(Mendelson, Savage, Griffith, Ross, Kubicki, and Gagliardo, 2008)
Rabb's fringe-limbed tree frog (Ecnomiohyla rabborum) is a frog that lives in Panama. Scientists have seen it between 900 and 1150 meters above sea level in cloud forests near a town called El Valle de Anton. Scientists think this frog might be extinct.
The adult male frog is 62 to 97 mm long from nose to rear end and the adult female frog is 61 to 100 mm long. This frog is either brown or brown and green in color. It lives high in the trees. It can use the skin on its legs to glide on the air when it jumps.
The male frog finds a hole in the tree that has water in it. He sings for the female frogs. More than one female frog may come to lay eggs in the same hole. The female lays 60-200 eggs at a time. She puts the eggs just under the surface of the water so that they stick to the wood. The tadpoles hatch and swim in the water. Scientists think the male frog feeds them. They have seen the male frog sit in the water. It looks like the tadpoles eat small bites out of his skin.
The fungus Batrachochytrium dendrobatidis can kill this frog with disease. Scientists first saw this fungus on the frogs in 2006. In 2007, the scientists found only one frog living in the area. The scientists found no frogs at all in 2008 or any year after that.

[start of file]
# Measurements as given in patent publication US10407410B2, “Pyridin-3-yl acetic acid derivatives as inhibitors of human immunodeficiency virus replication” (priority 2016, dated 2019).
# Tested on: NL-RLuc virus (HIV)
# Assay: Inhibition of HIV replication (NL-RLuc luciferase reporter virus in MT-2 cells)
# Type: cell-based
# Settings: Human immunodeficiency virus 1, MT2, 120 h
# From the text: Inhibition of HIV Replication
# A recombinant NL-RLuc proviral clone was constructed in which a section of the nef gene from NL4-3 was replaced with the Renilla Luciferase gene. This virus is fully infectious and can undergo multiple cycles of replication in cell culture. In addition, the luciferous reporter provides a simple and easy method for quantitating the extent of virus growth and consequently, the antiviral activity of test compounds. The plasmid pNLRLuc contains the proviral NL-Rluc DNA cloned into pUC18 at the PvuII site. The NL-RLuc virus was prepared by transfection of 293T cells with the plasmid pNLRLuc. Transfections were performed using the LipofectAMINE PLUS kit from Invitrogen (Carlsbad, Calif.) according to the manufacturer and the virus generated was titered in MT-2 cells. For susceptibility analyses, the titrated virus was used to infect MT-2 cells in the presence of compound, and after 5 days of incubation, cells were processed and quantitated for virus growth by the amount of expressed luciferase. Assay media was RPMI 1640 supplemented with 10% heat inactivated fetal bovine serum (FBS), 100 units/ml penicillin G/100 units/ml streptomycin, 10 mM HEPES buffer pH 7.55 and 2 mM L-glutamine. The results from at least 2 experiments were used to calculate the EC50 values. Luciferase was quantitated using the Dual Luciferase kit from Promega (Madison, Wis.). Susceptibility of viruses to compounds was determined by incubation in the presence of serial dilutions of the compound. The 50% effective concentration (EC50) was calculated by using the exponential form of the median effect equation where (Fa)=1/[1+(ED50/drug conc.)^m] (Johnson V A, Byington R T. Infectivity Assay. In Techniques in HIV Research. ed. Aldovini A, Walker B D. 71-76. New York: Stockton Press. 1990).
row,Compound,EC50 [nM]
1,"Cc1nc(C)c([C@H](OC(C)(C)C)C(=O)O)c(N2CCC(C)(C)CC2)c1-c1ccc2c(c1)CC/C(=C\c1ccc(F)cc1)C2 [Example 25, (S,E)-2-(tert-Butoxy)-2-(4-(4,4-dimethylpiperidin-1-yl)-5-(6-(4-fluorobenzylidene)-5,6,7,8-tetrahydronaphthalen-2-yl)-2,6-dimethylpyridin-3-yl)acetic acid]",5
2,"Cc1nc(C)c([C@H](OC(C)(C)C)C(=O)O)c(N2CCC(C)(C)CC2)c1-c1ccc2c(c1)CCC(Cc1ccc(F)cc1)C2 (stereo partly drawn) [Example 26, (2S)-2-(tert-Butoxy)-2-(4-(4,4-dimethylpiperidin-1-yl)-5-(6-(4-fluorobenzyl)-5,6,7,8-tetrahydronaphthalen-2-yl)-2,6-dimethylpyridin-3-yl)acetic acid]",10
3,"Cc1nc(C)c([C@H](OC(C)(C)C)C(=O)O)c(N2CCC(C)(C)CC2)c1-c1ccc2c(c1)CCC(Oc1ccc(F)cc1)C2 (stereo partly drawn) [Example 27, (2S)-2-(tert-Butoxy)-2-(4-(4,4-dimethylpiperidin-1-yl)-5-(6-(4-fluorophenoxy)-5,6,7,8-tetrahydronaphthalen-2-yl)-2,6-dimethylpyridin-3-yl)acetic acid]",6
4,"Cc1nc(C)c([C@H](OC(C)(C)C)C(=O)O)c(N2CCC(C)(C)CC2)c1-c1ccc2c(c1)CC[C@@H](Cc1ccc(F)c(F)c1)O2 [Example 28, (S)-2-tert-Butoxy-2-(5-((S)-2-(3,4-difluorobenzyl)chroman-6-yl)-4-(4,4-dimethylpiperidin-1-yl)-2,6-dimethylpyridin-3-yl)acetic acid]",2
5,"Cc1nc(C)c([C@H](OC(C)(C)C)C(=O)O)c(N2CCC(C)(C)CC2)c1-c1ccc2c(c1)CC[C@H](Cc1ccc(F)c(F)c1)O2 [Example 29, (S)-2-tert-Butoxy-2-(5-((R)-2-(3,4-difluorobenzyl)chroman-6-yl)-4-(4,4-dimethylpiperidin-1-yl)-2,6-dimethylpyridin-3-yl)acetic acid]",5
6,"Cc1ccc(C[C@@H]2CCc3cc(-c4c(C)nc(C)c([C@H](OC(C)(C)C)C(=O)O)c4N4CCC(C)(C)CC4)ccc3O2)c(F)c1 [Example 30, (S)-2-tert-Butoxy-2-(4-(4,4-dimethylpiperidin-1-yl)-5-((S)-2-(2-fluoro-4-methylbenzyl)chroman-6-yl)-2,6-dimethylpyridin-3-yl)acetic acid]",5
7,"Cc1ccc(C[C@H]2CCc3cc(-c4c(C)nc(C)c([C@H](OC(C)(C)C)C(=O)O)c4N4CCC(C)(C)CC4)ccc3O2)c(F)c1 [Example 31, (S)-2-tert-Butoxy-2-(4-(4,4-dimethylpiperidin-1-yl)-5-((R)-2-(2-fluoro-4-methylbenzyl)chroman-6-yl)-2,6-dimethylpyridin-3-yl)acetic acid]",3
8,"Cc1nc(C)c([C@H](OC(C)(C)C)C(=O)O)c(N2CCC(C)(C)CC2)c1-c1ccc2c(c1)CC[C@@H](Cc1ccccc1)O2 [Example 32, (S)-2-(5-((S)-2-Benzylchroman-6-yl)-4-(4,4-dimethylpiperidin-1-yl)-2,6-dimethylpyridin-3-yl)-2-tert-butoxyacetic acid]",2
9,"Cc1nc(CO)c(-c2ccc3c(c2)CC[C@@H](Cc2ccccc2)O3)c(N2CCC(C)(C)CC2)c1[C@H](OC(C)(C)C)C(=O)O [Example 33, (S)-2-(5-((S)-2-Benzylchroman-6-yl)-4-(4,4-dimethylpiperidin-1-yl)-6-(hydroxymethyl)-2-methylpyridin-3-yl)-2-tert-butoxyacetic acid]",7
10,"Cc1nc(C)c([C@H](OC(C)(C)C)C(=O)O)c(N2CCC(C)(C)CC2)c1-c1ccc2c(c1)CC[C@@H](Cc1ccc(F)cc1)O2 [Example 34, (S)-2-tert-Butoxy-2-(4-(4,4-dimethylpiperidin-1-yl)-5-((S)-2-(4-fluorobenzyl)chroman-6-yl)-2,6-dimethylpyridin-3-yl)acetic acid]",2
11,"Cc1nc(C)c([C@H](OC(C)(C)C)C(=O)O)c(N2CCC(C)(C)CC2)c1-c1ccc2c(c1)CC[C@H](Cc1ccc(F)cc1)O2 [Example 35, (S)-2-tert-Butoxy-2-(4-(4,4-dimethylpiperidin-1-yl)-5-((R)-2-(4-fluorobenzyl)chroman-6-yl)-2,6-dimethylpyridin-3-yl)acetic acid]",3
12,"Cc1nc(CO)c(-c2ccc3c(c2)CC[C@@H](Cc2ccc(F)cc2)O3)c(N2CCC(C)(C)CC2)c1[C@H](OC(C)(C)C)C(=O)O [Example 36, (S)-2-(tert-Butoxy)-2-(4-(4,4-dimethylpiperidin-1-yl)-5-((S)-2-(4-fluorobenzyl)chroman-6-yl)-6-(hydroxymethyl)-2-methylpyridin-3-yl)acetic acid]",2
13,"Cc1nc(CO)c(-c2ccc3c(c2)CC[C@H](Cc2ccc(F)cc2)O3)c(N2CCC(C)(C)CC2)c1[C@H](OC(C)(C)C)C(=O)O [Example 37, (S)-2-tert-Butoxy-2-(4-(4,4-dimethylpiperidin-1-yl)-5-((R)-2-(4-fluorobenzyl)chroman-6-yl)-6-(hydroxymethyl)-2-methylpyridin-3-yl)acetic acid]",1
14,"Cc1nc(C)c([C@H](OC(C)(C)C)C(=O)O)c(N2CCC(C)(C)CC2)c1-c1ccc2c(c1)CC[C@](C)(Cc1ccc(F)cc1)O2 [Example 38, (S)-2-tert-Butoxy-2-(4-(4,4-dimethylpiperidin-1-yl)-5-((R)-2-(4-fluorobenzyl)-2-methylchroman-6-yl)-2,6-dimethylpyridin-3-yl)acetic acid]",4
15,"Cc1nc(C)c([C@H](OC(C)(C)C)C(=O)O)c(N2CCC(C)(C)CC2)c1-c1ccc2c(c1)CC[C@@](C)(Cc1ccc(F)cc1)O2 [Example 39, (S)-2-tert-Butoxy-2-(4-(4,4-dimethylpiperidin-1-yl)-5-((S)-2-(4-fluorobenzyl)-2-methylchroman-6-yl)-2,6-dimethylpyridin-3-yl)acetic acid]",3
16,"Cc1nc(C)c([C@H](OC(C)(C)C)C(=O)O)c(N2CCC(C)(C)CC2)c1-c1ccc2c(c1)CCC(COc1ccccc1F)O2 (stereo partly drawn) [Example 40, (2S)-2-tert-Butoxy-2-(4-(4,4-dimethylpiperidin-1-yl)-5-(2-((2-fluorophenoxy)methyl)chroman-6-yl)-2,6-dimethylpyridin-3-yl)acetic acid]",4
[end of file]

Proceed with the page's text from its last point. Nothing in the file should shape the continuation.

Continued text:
The frog is named after George and Mary Rabb, two people who liked to save frogs.
References[change | change source]
- IUCN SSC Amphibian Specialist Group (2019). "Rabb's Fringe-limbed Treefrog: Ecnomiohyla rabborum". IUCN Red List of Threatened Species. The IUCN Red List of Threatened Species. 2019: e.T85341796A54357363. doi:10.2305/IUCN.UK.2019-1.RLTS.T85341796A54357363.en. Retrieved January 18, 2022.
- "Ecnomiohyla rabborum Mendelson, Savage, Griffith, Ross, Kubicki, and Gagliardo, 2008". Amphibian Species of the World 6.0, an Online Reference. American Museum of Natural History. Retrieved January 18, 2022.
- Joseph Mendelson (January 6, 2009). "Ecnomiohyla rabborum: Rabb's Fringe-limbed Treefrog". Amphibiaweb. University of California, Berkeley. Retrieved January 18, 2022.